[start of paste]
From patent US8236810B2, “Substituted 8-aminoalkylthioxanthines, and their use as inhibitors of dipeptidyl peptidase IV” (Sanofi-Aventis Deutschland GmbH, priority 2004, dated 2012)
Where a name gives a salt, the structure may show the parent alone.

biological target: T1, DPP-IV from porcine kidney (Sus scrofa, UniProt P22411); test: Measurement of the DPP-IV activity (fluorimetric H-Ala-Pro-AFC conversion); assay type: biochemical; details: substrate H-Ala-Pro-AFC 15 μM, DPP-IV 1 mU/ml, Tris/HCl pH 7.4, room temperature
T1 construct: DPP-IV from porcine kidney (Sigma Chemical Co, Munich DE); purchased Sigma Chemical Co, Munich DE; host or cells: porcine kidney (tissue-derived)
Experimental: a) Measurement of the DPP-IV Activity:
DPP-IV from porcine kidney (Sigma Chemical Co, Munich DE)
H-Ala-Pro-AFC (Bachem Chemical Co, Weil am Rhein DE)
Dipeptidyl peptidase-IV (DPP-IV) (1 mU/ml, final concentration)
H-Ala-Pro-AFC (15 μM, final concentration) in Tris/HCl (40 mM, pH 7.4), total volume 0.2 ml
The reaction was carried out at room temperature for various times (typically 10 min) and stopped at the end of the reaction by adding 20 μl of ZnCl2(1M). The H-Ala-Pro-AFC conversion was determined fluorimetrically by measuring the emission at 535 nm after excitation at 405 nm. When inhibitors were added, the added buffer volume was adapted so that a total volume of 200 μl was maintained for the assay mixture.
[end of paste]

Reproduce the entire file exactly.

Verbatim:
From patent US8236810B2, “Substituted 8-aminoalkylthioxanthines, and their use as inhibitors of dipeptidyl peptidase IV” (Sanofi-Aventis Deutschland GmbH, priority 2004, dated 2012)
Where a name gives a salt, the structure may show the parent alone.

biological target: T1, DPP-IV from porcine kidney (Sus scrofa, UniProt P22411); test: Measurement of the DPP-IV activity (fluorimetric H-Ala-Pro-AFC conversion); assay type: biochemical; details: substrate H-Ala-Pro-AFC 15 μM, DPP-IV 1 mU/ml, Tris/HCl pH 7.4, room temperature
T1 construct: DPP-IV from porcine kidney (Sigma Chemical Co, Munich DE); purchased Sigma Chemical Co, Munich DE; host or cells: porcine kidney (tissue-derived)
Experimental: a) Measurement of the DPP-IV Activity:
DPP-IV from porcine kidney (Sigma Chemical Co, Munich DE)
H-Ala-Pro-AFC (Bachem Chemical Co, Weil am Rhein DE)
Dipeptidyl peptidase-IV (DPP-IV) (1 mU/ml, final concentration)
H-Ala-Pro-AFC (15 μM, final concentration) in Tris/HCl (40 mM, pH 7.4), total volume 0.2 ml
The reaction was carried out at room temperature for various times (typically 10 min) and stopped at the end of the reaction by adding 20 μl of ZnCl2(1M). The H-Ala-Pro-AFC conversion was determined fluorimetrically by measuring the emission at 535 nm after excitation at 405 nm. When inhibitors were added, the added buffer volume was adapted so that a total volume of 200 μl was maintained for the assay mixture.